Off to the Races
The first day of Act 2 in Qingdao didn't go as Oman Air had planned, but the team is ready to do some climbing.
Bulger Act 2 Blog 2
The first day of Act 2 brought some of the closest racing I’ve seen so far in the Extreme Sailing Series; a trend that I’m sure will continue in Qingdao. Light air, current, and geographic shifts kept things incredibly tight. Just when it appeared obvious that coming off the pin and hugging the seawall on the left side of the course was a surefire recipe for success, someone would get bounced off the line and come out of the right in the lead. A boat penalized at the weather mark would split from the fleet on the run, catch a puff, lift a hull, and take off. There was no such thing as a lead big enough to relax: the weather kept us all on our toes. (And despite the sun, the weather also kept us frozen solid. Yes, Mom, I’m wearing a hat, and gloves, and a few pairs of socks-—it’s cold up there on the bow.)
Team Oman Air did not have the opening day we were hoping to. Just before leaving the dock, I got a message that the Boston Bruins beat the Washington Capitals to take a 2-1 lead in their NHL playoff series. To borrow a hockey metaphor, the puck just didn’t bounce our way yesterday. Our coach counted upwards of 10 situations (in six races) where five degrees of shift or a half-knot of puff made the difference between top three and bottom three for our squad. It was a day of close ducks and tight roundings. This is sailboat racing, and, like in any class, that’s the nature of the game. Morgan did a great job of keeping the team relaxed and focused on gaining every single point we could, even in the back half of the pack. Oman proved the obvious: every event this year will come down to the wire. The difference between a fifth and a sixth on day one will undoubtedly play into the final standings. Extreme 40 regattas aren’t won on the horizon jobs when a good start and big shift helps you leg out from the competition, they are won on the tight mid-fleet finishes that every team experiences often.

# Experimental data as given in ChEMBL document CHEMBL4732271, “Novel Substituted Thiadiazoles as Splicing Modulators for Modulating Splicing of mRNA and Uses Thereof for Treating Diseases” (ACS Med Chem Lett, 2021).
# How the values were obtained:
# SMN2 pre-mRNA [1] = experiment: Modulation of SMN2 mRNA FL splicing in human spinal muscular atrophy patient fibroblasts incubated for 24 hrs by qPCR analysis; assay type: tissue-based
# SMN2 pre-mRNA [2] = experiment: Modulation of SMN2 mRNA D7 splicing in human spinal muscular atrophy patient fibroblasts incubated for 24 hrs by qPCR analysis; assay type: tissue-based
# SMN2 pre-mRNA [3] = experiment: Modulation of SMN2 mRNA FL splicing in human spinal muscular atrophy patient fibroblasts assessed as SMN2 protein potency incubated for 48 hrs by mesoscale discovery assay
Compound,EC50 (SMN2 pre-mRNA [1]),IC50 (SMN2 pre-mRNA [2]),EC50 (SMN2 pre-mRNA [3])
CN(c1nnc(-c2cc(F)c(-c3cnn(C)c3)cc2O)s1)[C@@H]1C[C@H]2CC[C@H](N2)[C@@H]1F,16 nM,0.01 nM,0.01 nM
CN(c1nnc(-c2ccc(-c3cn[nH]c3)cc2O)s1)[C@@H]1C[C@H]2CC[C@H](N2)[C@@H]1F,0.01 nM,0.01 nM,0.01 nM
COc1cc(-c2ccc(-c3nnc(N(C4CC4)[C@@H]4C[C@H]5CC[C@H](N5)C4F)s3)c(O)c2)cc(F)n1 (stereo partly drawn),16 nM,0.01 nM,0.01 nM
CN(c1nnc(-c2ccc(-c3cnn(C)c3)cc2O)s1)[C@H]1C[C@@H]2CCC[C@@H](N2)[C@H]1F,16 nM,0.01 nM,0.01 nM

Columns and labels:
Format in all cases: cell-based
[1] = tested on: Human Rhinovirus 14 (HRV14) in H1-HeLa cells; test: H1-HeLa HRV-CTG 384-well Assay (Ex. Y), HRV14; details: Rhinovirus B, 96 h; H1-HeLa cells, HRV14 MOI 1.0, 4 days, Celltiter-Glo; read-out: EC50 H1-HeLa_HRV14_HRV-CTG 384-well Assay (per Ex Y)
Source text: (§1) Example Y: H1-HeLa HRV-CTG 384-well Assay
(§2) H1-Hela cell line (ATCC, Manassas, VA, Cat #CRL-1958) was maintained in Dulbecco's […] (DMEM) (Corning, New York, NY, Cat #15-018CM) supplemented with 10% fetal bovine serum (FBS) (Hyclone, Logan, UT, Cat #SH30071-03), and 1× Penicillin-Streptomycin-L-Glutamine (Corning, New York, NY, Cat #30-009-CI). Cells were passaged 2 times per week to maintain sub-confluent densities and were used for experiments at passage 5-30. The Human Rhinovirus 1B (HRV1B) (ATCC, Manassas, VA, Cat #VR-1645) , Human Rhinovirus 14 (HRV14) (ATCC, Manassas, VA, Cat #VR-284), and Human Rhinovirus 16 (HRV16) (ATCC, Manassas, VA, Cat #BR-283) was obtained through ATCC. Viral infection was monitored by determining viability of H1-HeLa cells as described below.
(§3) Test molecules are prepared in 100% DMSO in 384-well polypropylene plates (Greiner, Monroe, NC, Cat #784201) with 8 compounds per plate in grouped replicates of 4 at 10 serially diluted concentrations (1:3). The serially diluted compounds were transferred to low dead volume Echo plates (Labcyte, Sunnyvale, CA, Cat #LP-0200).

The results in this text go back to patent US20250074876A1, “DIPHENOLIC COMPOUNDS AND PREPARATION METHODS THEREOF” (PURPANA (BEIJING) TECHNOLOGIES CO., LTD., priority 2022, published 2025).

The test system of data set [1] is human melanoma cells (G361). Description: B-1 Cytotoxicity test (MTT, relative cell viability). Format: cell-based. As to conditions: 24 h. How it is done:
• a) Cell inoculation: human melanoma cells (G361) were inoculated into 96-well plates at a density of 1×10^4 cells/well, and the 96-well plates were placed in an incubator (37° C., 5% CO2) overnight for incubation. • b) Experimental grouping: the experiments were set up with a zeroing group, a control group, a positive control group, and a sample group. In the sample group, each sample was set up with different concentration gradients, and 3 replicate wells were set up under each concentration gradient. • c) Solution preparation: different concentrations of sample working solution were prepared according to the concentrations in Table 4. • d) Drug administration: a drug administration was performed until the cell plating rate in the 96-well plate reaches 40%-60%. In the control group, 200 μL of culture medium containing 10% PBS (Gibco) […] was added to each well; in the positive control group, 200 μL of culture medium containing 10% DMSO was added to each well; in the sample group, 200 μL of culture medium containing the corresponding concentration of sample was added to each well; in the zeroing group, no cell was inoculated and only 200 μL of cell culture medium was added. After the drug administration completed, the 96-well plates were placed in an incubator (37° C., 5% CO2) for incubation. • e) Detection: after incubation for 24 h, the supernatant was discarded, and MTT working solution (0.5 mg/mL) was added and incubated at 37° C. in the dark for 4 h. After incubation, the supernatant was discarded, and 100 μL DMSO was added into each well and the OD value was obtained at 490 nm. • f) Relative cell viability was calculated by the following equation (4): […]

We were happy to end with a first place finish and are anything but downtrodden. As has become the hallmark of the Air, nobody’s head is in the gutter. After reviewing the film, debriefing, and taking away some important lessons, Nasser, Morgan, Charlie, Will, and I are looking forward to a fresh day of racing. Last night our Chinese hosts blew all the sailors away with a huge opening ceremony in Qingdao. Fireworks, Mongolian pop stars, sword-and-staff Kung Fu displays, and gift exchanges—all televised from a massive stage on the waterfront. It was sensational to be a part of it from backstage; I can only imagine what it looked like to the local crowd. It is always phenomenal to see local participation in events and feel a warm welcome.
The rest of the event will be stadium racing: even tighter quarters, shiftier breeze, and more bouncing pucks. The forecast is light and will undoubtedly be challenging. Still, the boys are rearing to go. Fifth is not the top of the leaderboard, but, with most of the event still ahead of us, Oman Air is ready to do some climbing.
PS- Go Bruins!
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